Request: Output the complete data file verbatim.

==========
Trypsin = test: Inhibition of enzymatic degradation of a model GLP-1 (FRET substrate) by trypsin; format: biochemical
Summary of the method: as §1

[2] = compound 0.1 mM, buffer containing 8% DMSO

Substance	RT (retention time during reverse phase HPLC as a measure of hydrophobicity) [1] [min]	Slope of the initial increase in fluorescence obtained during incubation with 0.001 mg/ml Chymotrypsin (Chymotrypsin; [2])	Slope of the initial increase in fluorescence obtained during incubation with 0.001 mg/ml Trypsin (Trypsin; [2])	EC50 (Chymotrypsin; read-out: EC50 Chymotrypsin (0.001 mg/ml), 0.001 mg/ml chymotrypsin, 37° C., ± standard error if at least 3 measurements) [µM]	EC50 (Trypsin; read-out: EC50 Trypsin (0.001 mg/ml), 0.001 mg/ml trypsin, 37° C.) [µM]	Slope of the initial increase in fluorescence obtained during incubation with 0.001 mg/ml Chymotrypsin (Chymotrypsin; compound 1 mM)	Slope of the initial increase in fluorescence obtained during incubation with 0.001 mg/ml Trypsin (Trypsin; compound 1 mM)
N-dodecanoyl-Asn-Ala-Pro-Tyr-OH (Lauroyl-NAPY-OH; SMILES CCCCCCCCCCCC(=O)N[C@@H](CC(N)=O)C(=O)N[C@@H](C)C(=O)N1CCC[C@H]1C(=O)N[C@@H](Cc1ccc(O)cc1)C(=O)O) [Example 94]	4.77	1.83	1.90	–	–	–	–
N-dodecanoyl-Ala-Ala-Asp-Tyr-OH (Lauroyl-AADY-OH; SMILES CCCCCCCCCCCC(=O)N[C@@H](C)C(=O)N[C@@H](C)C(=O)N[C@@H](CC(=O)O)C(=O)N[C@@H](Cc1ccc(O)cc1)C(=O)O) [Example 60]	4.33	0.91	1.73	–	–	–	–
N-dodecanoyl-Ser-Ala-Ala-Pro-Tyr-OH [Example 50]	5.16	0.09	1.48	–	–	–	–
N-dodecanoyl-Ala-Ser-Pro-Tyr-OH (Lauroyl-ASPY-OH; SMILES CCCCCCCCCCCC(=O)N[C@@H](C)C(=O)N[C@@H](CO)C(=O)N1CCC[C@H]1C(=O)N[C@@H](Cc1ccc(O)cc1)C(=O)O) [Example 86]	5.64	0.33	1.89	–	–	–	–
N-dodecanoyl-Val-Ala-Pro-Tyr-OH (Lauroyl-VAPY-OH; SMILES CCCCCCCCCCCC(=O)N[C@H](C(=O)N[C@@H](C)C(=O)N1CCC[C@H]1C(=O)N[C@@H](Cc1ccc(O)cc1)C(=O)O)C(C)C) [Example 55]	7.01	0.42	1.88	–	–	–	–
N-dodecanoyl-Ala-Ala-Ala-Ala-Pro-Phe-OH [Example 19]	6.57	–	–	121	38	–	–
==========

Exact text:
Trypsin = test: Inhibition of enzymatic degradation of a model GLP-1 (FRET substrate) by trypsin; format: biochemical
Summary of the method: as §1

[2] = compound 0.1 mM, buffer containing 8% DMSO

Substance	RT (retention time during reverse phase HPLC as a measure of hydrophobicity) [1] [min]	Slope of the initial increase in fluorescence obtained during incubation with 0.001 mg/ml Chymotrypsin (Chymotrypsin; [2])	Slope of the initial increase in fluorescence obtained during incubation with 0.001 mg/ml Trypsin (Trypsin; [2])	EC50 (Chymotrypsin; read-out: EC50 Chymotrypsin (0.001 mg/ml), 0.001 mg/ml chymotrypsin, 37° C., ± standard error if at least 3 measurements) [µM]	EC50 (Trypsin; read-out: EC50 Trypsin (0.001 mg/ml), 0.001 mg/ml trypsin, 37° C.) [µM]	Slope of the initial increase in fluorescence obtained during incubation with 0.001 mg/ml Chymotrypsin (Chymotrypsin; compound 1 mM)	Slope of the initial increase in fluorescence obtained during incubation with 0.001 mg/ml Trypsin (Trypsin; compound 1 mM)
N-dodecanoyl-Asn-Ala-Pro-Tyr-OH (Lauroyl-NAPY-OH; SMILES CCCCCCCCCCCC(=O)N[C@@H](CC(N)=O)C(=O)N[C@@H](C)C(=O)N1CCC[C@H]1C(=O)N[C@@H](Cc1ccc(O)cc1)C(=O)O) [Example 94]	4.77	1.83	1.90	–	–	–	–
N-dodecanoyl-Ala-Ala-Asp-Tyr-OH (Lauroyl-AADY-OH; SMILES CCCCCCCCCCCC(=O)N[C@@H](C)C(=O)N[C@@H](C)C(=O)N[C@@H](CC(=O)O)C(=O)N[C@@H](Cc1ccc(O)cc1)C(=O)O) [Example 60]	4.33	0.91	1.73	–	–	–	–
N-dodecanoyl-Ser-Ala-Ala-Pro-Tyr-OH [Example 50]	5.16	0.09	1.48	–	–	–	–
N-dodecanoyl-Ala-Ser-Pro-Tyr-OH (Lauroyl-ASPY-OH; SMILES CCCCCCCCCCCC(=O)N[C@@H](C)C(=O)N[C@@H](CO)C(=O)N1CCC[C@H]1C(=O)N[C@@H](Cc1ccc(O)cc1)C(=O)O) [Example 86]	5.64	0.33	1.89	–	–	–	–
N-dodecanoyl-Val-Ala-Pro-Tyr-OH (Lauroyl-VAPY-OH; SMILES CCCCCCCCCCCC(=O)N[C@H](C(=O)N[C@@H](C)C(=O)N1CCC[C@H]1C(=O)N[C@@H](Cc1ccc(O)cc1)C(=O)O)C(C)C) [Example 55]	7.01	0.42	1.88	–	–	–	–
N-dodecanoyl-Ala-Ala-Ala-Ala-Pro-Phe-OH [Example 19]	6.57	–	–	121	38	–	–